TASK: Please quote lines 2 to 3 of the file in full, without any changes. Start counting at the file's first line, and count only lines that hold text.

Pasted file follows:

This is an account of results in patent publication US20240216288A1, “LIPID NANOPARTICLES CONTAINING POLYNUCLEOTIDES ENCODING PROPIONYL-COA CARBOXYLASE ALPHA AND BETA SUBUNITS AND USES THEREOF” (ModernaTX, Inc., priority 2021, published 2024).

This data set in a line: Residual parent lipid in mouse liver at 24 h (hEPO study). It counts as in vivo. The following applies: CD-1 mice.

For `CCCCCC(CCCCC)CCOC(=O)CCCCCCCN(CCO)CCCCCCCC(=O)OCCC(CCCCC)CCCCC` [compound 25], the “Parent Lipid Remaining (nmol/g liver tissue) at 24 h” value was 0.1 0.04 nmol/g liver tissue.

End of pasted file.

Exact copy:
This data set in a line: Residual parent lipid in mouse liver at 24 h (hEPO study). It counts as in vivo. The following applies: CD-1 mice.

For `CCCCCC(CCCCC)CCOC(=O)CCCCCCCN(CCO)CCCCCCCC(=O)OCCC(CCCCC)CCCCC` [compound 25], the “Parent Lipid Remaining (nmol/g liver tissue) at 24 h” value was 0.1 0.04 nmol/g liver tissue.